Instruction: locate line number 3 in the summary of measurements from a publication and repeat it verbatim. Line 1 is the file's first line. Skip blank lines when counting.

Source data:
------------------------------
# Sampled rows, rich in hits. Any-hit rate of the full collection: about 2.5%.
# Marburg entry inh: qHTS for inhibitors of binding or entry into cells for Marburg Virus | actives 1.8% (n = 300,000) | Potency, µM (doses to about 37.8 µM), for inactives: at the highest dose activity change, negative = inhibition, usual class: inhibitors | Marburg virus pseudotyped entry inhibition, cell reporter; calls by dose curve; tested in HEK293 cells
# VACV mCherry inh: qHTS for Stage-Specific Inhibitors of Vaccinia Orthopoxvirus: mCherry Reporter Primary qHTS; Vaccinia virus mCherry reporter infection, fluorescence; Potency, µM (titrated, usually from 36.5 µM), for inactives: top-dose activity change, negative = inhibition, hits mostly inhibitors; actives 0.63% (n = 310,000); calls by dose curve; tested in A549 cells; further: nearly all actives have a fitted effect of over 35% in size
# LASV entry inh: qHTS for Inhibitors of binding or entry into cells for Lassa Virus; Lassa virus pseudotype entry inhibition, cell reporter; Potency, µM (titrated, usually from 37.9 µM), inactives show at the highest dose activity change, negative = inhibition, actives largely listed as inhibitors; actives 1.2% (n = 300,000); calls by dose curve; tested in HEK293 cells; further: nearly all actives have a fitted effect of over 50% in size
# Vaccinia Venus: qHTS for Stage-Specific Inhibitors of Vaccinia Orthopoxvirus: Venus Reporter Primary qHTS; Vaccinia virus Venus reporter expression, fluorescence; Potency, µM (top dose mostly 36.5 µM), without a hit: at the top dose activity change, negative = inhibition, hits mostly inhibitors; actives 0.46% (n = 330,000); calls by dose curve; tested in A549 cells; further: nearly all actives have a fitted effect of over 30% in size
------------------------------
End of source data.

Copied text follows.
# VACV mCherry inh: qHTS for Stage-Specific Inhibitors of Vaccinia Orthopoxvirus: mCherry Reporter Primary qHTS; Vaccinia virus mCherry reporter infection, fluorescence; Potency, µM (titrated, usually from 36.5 µM), for inactives: top-dose activity change, negative = inhibition, hits mostly inhibitors; actives 0.63% (n = 310,000); calls by dose curve; tested in A549 cells; further: nearly all actives have a fitted effect of over 35% in size